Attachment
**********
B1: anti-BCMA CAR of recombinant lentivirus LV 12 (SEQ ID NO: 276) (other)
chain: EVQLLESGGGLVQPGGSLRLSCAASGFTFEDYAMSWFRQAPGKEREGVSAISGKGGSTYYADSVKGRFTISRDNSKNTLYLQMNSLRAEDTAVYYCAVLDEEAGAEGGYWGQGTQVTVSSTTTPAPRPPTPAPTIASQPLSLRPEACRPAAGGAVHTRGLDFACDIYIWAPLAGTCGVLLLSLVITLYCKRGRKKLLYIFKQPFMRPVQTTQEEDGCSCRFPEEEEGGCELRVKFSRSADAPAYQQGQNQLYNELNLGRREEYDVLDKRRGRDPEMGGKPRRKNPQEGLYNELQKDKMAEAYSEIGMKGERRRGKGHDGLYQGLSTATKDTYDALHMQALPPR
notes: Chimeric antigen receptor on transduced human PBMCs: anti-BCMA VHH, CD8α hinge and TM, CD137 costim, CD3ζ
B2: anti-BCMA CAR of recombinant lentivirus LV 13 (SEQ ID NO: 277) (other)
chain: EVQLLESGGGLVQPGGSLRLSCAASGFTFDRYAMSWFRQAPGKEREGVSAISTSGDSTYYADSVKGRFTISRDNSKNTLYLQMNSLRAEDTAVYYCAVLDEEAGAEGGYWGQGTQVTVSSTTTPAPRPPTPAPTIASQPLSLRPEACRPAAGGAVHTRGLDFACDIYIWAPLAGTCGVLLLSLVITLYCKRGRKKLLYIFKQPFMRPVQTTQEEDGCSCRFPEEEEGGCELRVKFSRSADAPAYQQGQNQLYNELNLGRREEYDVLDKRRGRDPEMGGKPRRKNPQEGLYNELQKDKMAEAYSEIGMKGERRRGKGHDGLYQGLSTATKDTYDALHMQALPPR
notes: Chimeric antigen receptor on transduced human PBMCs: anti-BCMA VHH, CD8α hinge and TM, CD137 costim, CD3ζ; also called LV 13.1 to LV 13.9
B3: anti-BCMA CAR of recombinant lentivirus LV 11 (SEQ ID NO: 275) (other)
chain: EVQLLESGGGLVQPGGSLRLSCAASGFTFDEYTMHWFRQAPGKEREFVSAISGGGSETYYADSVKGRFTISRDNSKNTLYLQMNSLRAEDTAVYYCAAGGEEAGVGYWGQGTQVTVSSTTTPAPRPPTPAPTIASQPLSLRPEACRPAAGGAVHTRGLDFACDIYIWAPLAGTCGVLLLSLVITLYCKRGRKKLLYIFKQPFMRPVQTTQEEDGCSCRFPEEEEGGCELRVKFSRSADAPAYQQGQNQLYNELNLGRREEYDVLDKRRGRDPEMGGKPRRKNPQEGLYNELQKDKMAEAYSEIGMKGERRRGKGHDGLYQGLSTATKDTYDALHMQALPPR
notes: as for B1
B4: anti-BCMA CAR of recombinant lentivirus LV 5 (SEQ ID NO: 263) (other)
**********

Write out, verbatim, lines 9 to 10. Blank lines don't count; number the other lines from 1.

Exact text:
notes: as for B1
B4: anti-BCMA CAR of recombinant lentivirus LV 5 (SEQ ID NO: 263) (other)